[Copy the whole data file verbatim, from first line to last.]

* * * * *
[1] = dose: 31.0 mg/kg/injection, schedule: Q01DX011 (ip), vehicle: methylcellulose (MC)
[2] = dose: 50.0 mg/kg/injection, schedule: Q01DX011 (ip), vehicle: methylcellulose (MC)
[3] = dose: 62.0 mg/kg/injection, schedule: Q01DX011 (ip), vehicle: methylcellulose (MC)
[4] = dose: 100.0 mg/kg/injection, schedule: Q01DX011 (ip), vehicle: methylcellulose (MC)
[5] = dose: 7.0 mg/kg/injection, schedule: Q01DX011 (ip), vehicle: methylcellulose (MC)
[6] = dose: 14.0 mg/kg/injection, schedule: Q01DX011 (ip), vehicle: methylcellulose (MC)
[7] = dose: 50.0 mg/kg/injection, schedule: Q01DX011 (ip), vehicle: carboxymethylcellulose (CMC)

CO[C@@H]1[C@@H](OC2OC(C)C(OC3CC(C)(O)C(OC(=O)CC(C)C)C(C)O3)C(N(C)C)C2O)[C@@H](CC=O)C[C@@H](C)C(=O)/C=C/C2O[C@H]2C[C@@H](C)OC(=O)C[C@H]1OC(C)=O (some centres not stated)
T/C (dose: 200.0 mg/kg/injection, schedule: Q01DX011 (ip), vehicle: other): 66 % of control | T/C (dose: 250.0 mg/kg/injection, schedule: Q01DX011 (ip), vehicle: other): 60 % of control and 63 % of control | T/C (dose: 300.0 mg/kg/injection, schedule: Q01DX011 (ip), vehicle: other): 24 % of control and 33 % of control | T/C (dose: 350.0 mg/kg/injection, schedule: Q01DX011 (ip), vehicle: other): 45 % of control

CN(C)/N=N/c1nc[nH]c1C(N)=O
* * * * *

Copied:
[1] = dose: 31.0 mg/kg/injection, schedule: Q01DX011 (ip), vehicle: methylcellulose (MC)
[2] = dose: 50.0 mg/kg/injection, schedule: Q01DX011 (ip), vehicle: methylcellulose (MC)
[3] = dose: 62.0 mg/kg/injection, schedule: Q01DX011 (ip), vehicle: methylcellulose (MC)
[4] = dose: 100.0 mg/kg/injection, schedule: Q01DX011 (ip), vehicle: methylcellulose (MC)
[5] = dose: 7.0 mg/kg/injection, schedule: Q01DX011 (ip), vehicle: methylcellulose (MC)
[6] = dose: 14.0 mg/kg/injection, schedule: Q01DX011 (ip), vehicle: methylcellulose (MC)
[7] = dose: 50.0 mg/kg/injection, schedule: Q01DX011 (ip), vehicle: carboxymethylcellulose (CMC)

CO[C@@H]1[C@@H](OC2OC(C)C(OC3CC(C)(O)C(OC(=O)CC(C)C)C(C)O3)C(N(C)C)C2O)[C@@H](CC=O)C[C@@H](C)C(=O)/C=C/C2O[C@H]2C[C@@H](C)OC(=O)C[C@H]1OC(C)=O (some centres not stated)
T/C (dose: 200.0 mg/kg/injection, schedule: Q01DX011 (ip), vehicle: other): 66 % of control | T/C (dose: 250.0 mg/kg/injection, schedule: Q01DX011 (ip), vehicle: other): 60 % of control and 63 % of control | T/C (dose: 300.0 mg/kg/injection, schedule: Q01DX011 (ip), vehicle: other): 24 % of control and 33 % of control | T/C (dose: 350.0 mg/kg/injection, schedule: Q01DX011 (ip), vehicle: other): 45 % of control

CN(C)/N=N/c1nc[nH]c1C(N)=O